Alfe Boe's acting. Is that what you call it. He sings BHH exactly the same way every time. By the numbers with eye and arm motion for effect. Except now he is adding a riff. Really do not see the fuss is about him. I have see much beter JVJs.
Southern Man, on 26 October 2013 - 03:03 PM, said:
It's a tough, serious, intelligent show. Not too many of them around. Some great songs. A cut or two and it's all but there. Give it a little time. Why are so many WOS contributors so negative? (Not wickedgrin of course).
I already paid my money and was very disappointed and do not plan to go again. So why should I give it some time? Are you going to buy my ticket for me and then make it better. Its not that performing it will make it better, it is what it is. Really I find it quite suprising that the critics have been so kind to it.
Having seen the show twice I have to say the criticism I have read from reviewers and some on here who have not even seen the show is very unwarranted. It seems Press Night critics went to the show with their minds made up that they were not going to like the show. More or less saying this is the West End why bring a show to about the West End to it. Its not a book show so they knew what to expect. Its an eclectic mix of musical numbers. Yet they were fully prepared to dislike it. The voices and harmonies are wonderful. Criticizing Lee Mead for his voice saying he could not reach the notes in the nasty way they did was nothing but lazy reporting. He has sung those notes for a very long time and they knew it. People knew he was ill from before the opening. He was "soldiering on". He would be criticized either way, why didn't he try or how could he miss the opening. Since the opening he has only sung one solo song and that only later in the week. Prior to that David Thaxton sang it. And they have announced each night that he is suffering with laryngitis which they did not do on Press Night but was obviously evident. That said David Thaxton, Glenn Carter and Matt Willis are in fine form vocally so why not enjoy the show for what it is and if you do not like the format do not go. If you go in prepared to dislike it and write disparagingly about it, all I can say is you are a poor journalist.
Saw the movie. I am probably one of the few that will not be singing its praises. But it is my opinion. I believe it is very well acted as a performance musical.
Spoilers follow so please do not read if you do not want to know.
You do not see this movie and expect to hear gorgeous voices because you will not get them. Yes Sam Barks and Eddie Redmayne sing very well, but really apart from the ensemble, which consists of many WE performers, vocals are not memorable. I was especially disappointed in any vocals by Hugh Jackman. I found them weak and Bring Him Home was just painful. Especially when you have heard John Owen Jones or Ramin Karimloo sing it.
That said, I do not think vocals were the point of this movie musical. I believe it was a script set to music. Ann Hathaway will win the Oscar for this performance. She brings all the angst and emotion you can to that piece. Would this work on a stage, never. On stage you want to hear it sung. It works in a tight close up showing her pain. That can be said of all the "songs" they are individual performance pieces filmed in ultra close ups. Eddie Redmayne's Empty Chairs is interpreted in the same vein, but he sings it more and its well done. The movie is always in close up. From the beginning when you see the plight of the people you will see the screen pan to one or two individuals in extreme close up. I believe this lessens the effect of a close up when you see it all the time. It actually makes the confrontation my favorite scene since the director decides to show a complete shot of Valjean and Javert's bodies as they fight rather than a disembodied head. The Thenardier's are turned into comic characters. Dog Eat Dog is cut so you really never see his vileness. They are simply turned into greedy harmless comical characters. He just turns up when Valjean is in the sewers taking the ring off Marius. The ending is also changed for Valjean's death. No Eponine. Fantine just appears at his head and you get a close up of both their heads together as she sings. They leave and he goes to the Cathedral where he is greeted by the Bishop and then they turn to the Barricade where all of Paris is singing and all the dead are on the barricade singing joyfully and smiling.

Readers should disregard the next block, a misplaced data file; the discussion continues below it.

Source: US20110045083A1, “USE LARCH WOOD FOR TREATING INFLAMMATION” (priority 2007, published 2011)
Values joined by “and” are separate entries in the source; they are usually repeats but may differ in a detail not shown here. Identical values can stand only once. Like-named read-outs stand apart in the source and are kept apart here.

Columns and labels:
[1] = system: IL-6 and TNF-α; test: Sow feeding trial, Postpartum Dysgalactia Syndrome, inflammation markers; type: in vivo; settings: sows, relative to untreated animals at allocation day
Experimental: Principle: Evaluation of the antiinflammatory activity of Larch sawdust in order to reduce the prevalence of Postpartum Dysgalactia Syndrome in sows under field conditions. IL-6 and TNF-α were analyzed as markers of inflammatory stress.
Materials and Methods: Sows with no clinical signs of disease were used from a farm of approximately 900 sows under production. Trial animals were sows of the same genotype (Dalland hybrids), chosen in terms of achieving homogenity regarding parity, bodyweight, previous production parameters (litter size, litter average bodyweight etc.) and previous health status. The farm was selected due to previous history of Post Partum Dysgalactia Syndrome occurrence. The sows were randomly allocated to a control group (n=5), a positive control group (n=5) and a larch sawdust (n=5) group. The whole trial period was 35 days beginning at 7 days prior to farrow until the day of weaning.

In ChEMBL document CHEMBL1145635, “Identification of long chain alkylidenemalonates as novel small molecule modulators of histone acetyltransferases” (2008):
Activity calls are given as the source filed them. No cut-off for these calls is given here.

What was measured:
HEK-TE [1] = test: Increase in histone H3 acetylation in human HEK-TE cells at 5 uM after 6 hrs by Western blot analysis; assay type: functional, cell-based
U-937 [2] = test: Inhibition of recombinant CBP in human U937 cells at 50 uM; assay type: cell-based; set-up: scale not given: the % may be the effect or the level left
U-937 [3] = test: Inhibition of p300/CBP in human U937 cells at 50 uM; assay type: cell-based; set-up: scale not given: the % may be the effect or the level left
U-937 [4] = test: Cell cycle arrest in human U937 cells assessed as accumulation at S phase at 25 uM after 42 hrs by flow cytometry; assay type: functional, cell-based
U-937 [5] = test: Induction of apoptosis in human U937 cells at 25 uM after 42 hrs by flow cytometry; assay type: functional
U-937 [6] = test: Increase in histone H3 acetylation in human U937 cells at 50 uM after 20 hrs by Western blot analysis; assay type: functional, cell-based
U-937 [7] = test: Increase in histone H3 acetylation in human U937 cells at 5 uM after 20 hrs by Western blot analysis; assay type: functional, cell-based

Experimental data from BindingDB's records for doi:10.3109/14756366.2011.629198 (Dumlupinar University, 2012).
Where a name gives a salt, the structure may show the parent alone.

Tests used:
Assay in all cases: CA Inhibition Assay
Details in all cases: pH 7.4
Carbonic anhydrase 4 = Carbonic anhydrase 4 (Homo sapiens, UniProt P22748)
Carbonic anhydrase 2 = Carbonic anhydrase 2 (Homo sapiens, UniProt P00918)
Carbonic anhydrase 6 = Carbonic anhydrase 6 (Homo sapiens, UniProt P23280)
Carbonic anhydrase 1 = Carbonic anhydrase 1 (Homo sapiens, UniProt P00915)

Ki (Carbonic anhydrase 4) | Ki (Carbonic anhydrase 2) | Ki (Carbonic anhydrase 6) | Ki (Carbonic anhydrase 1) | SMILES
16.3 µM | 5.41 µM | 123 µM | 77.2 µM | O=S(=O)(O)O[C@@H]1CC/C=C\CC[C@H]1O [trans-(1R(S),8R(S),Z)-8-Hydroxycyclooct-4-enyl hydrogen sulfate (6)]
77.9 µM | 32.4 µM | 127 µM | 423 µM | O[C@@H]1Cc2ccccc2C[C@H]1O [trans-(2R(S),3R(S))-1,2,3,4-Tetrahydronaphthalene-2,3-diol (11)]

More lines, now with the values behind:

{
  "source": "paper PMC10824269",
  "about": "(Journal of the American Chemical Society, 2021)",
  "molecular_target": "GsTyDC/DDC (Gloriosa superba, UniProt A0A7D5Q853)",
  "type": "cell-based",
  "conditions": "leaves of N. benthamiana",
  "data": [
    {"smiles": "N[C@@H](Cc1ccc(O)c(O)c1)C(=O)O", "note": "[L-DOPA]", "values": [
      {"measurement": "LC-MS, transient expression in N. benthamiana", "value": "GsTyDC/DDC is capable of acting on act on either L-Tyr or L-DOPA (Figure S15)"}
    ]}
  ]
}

I must mention the iconic scene of Enjorlas getting killed. He now falls out the window into the pose but it is over in a blink so the power of it is never felt. In fact Enjorlas is not a very powerful character here. The leader yes, but leaderish, not so much. They should have given David Thaxton a chance in the part. There is a scene afterward between Javert and Gavroche that is very moving. And Gavroche is excellent. However I do not remember him taunting the soldiers in the play he is sneaking. Here he is just taunting until someone snaps.
Filming the movie with live singing rather than prerecorded in a studio did give the actor's choices in how they wanted their songs to come out. So they are acted and emotional at the expense of beautiful vocals. If you have never seen the staged production you may love the movie. If you have seen musicals but like the idea of raw realism of performed acting while singing you may love it. However if you wanted to see the movie and still get the beautiful vocals you will not love it. A choice was made by the director and whether you share his vision depends on how much you will love it.
I liked it. Would I say its the best movie of the year - no. It was a different way to film a movie musical.
Would I buy the soundtrack? Definitely not.
It is fun though picking out Adam Pearce, Killian Donnelly, Fra Fee, Alistair Brammer and Hadley Fraser.